Group of friends smiling and taking a selfie
Christy Gualtieri

Confidence of Character

When I was a kid, I loved watching The Monkees on TV.  It aired really early in the morning, like 4:00 a.m. or some other ridiculous time, and since I was a kid before the glory days of DVR, I had to set my alarm to get up to watch it. I’d sneak out of my room and over to the TV, and flip it on to watch before I got back into bed. Davy Jones was my favorite -to me, he was the cutest one – but I loved the whole show: the slapstick, the songs, and all of the jokes. When Jones passed away some years ago, I was so sad; and when another of The Monkees, Peter Tork, passed away recently, I was saddened, too.

Peter was my second favorite on the show, and I was always drawn to him the same way I was drawn to George Harrison from the Beatles and Howie from the Backstreet Boys – these guys who weren’t the stars of the show, but people who contributed just the same. Maybe they stood out to me because their personalities seemed so different than mine, but I really think it’s because they were quieter people who didn’t need the spotlight as much.

You might know people like this in real life: people who know who they are, who are self-assured and confident in themselves. Maybe you’re even one of these people, and if you are, I salute you! I find it difficult for me to have that self-confidence that is content with my life and the way I live it. It’s a funny thing, because it’s the opposite of what you’d think is true: the more self-assured you are, the less you need outside validation – and the more people will probably end up validating you, because they’re drawn to you.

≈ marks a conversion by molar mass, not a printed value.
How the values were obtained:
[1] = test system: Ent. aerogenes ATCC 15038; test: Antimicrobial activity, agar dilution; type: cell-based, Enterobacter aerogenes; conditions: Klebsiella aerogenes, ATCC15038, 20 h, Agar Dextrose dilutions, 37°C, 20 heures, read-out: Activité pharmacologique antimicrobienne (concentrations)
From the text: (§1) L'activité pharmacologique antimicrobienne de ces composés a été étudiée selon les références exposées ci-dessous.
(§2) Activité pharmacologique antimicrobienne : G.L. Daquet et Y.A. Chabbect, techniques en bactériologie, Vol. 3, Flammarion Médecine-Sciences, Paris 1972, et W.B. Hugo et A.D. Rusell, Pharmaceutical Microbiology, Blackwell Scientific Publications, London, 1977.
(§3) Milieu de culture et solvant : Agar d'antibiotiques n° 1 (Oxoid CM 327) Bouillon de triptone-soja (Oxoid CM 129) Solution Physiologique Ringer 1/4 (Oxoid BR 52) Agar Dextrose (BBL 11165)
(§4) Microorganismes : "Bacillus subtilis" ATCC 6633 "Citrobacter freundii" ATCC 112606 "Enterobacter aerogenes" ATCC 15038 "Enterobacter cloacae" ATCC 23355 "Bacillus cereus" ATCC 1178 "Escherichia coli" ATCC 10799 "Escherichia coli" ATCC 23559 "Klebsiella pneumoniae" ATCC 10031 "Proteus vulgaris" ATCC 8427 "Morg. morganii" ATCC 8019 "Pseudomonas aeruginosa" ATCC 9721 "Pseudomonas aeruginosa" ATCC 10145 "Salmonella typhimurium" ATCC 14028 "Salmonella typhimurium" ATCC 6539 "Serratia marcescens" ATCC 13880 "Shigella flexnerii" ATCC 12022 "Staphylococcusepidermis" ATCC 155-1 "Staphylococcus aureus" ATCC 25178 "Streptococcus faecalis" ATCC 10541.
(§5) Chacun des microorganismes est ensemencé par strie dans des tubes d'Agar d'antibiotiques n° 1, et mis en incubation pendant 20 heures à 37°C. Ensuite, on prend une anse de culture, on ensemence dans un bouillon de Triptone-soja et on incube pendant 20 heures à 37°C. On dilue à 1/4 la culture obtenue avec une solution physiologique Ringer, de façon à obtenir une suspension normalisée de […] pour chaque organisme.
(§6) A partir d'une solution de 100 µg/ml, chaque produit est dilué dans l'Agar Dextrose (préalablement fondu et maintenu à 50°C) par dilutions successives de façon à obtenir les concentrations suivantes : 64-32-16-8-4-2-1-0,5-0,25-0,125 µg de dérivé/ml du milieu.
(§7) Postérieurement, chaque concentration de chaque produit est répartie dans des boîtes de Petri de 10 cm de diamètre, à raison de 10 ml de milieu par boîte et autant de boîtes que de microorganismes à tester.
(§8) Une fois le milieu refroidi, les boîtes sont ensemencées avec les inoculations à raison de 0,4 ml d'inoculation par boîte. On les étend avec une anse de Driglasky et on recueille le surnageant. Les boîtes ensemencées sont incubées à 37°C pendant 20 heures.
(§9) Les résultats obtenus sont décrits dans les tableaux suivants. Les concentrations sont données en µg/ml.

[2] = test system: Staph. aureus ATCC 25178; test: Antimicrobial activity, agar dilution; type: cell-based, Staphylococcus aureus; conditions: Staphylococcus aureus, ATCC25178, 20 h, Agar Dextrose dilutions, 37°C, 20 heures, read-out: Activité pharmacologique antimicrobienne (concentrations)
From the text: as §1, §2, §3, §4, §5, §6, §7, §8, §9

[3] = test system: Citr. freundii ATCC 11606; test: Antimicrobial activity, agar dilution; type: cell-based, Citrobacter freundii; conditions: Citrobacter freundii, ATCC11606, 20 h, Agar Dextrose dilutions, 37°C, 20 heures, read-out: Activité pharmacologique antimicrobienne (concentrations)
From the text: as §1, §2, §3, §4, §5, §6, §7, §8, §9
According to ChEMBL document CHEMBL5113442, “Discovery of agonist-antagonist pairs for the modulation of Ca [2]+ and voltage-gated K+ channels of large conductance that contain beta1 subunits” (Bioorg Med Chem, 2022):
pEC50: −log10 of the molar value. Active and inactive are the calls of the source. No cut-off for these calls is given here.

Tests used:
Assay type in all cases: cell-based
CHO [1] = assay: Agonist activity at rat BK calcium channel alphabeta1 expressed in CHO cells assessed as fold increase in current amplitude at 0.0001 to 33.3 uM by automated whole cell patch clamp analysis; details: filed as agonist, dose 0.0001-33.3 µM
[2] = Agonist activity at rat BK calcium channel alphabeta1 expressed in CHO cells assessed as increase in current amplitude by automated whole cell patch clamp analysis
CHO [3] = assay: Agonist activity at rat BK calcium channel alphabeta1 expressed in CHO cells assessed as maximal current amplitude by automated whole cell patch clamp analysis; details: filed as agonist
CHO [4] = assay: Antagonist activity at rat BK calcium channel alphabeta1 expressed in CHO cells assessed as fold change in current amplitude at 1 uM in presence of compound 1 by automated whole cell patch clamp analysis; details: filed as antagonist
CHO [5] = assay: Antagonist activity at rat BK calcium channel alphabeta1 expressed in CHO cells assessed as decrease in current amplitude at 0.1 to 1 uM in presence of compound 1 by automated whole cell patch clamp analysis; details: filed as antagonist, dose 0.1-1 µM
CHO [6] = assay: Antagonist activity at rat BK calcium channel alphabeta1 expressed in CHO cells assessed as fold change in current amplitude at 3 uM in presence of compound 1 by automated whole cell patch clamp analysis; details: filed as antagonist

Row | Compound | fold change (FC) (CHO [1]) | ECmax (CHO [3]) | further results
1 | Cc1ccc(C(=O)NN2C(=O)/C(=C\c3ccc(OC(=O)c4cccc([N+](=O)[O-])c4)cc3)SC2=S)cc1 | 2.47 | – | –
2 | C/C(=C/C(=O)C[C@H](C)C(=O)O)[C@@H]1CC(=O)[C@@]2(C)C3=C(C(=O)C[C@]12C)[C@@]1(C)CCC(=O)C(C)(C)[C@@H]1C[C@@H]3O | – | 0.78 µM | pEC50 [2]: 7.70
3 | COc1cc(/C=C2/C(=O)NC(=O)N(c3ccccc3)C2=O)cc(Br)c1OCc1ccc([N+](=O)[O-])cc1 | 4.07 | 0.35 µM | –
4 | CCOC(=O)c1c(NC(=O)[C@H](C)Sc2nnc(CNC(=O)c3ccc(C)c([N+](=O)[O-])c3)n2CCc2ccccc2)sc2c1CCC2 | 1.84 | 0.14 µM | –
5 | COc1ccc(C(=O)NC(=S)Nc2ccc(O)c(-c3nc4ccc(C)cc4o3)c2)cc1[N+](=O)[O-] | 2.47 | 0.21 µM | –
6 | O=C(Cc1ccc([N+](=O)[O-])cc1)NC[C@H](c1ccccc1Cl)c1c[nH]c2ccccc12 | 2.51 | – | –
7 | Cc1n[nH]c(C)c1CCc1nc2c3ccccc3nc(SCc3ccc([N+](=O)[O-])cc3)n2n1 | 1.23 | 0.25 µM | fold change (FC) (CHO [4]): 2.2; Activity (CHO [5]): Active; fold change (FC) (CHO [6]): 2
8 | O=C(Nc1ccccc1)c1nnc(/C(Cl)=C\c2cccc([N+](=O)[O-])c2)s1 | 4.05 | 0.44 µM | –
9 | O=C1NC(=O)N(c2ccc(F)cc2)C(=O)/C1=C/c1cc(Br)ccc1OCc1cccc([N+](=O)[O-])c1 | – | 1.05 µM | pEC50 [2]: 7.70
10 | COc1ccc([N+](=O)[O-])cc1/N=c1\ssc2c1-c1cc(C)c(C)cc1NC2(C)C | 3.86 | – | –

Maybe not right away, though. I think a lot of people, especially these days, get caught up in the flashiness, the glitz and the glamour – the costumes, and not the costume designer, so to speak. But there is a great value in being the one who doesn’t need the world to tell them how to be. They are themselves, uniquely themselves, and it’s a wonderful thing to see because it’s authentic, it’s real, and because there is only one you on the planet, it’s irreplaceable.

So to those of you who are the quiet ones that know who they are and who live that well, keep it up! And for those of you who are quiet and think you’re invisible, you’re not. People see you. By all means, reach out to others if you feel alone, but know that if your personality runs contrary to the people in society who think that you’re nobody if you don’t shout everything all the time, it’s okay to just be yourself. You’re just as needed and as valuable as everyone else.

Until next time, be well!
Christy

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eTalkTherapy - talk with a counselor onlineAbout the author: Christy Gualtieri is a freelance writer specializing in pop culture, religion, and motherhood. She lives in Pittsburgh with her husband and two children. Christy also blogs at asinglehour.wordpress.com and tweets @agapeflower117. You can  follow her here on eTalkTherapy for inspirational articles and different perspectives as they relate to good mental health.

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Christy Gualtieri